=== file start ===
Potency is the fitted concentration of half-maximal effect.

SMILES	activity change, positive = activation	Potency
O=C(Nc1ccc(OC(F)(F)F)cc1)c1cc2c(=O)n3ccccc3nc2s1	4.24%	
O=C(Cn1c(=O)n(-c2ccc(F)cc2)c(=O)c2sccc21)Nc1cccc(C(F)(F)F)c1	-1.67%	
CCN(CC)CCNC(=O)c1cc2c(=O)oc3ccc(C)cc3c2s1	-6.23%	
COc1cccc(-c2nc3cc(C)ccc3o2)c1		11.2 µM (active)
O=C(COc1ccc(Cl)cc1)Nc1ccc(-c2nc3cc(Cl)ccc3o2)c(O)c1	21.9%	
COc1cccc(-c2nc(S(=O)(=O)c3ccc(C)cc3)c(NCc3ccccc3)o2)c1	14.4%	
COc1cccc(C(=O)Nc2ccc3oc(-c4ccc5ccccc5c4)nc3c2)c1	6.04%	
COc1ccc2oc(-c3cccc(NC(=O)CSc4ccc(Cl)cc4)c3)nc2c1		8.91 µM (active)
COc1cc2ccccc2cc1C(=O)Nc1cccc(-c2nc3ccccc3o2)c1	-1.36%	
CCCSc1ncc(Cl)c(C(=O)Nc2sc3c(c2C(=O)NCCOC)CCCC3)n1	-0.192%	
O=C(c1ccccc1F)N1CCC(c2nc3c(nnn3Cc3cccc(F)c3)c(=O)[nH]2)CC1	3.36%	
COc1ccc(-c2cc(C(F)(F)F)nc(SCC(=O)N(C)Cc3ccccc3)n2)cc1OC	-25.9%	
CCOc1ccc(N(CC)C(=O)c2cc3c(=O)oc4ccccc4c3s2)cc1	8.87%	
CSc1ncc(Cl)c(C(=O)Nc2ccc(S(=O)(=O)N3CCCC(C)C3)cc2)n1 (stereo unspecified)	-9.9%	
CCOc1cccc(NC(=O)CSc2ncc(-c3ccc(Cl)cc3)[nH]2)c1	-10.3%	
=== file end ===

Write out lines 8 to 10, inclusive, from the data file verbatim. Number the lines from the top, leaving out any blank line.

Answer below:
COc1cccc(-c2nc(S(=O)(=O)c3ccc(C)cc3)c(NCc3ccccc3)o2)c1	14.4%	
COc1cccc(C(=O)Nc2ccc3oc(-c4ccc5ccccc5c4)nc3c2)c1	6.04%	
COc1ccc2oc(-c3cccc(NC(=O)CSc4ccc(Cl)cc4)c3)nc2c1		8.91 µM (active)